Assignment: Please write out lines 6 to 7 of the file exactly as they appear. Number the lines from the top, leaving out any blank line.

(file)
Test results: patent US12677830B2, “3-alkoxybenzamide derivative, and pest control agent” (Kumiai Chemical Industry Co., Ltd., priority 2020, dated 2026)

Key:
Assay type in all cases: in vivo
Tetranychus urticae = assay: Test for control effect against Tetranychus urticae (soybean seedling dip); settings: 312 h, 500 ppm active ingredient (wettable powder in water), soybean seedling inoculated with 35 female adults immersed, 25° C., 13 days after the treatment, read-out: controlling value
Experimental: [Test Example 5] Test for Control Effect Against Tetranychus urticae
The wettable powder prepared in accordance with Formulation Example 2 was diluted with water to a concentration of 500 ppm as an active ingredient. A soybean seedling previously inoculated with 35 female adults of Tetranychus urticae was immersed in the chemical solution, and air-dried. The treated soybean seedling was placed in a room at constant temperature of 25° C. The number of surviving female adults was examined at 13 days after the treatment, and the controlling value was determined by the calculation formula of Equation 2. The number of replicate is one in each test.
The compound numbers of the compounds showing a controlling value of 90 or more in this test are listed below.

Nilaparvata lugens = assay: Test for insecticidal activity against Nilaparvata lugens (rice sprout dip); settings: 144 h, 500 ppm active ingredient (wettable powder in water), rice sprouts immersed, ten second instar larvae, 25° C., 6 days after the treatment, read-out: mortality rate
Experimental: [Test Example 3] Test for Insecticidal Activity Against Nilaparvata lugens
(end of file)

The wettable powder prepared in accordance with Formulation Example 2 was diluted with water to a concentration of 500 ppm as an active ingredient. A soybean seedling previously inoculated with 35 female adults of Tetranychus urticae was immersed in the chemical solution, and air-dried. The treated soybean seedling was placed in a room at constant temperature of 25° C. The number of surviving female adults was examined at 13 days after the treatment, and the controlling value was determined by the calculation formula of Equation 2. The number of replicate is one in each test.
The compound numbers of the compounds showing a controlling value of 90 or more in this test are listed below.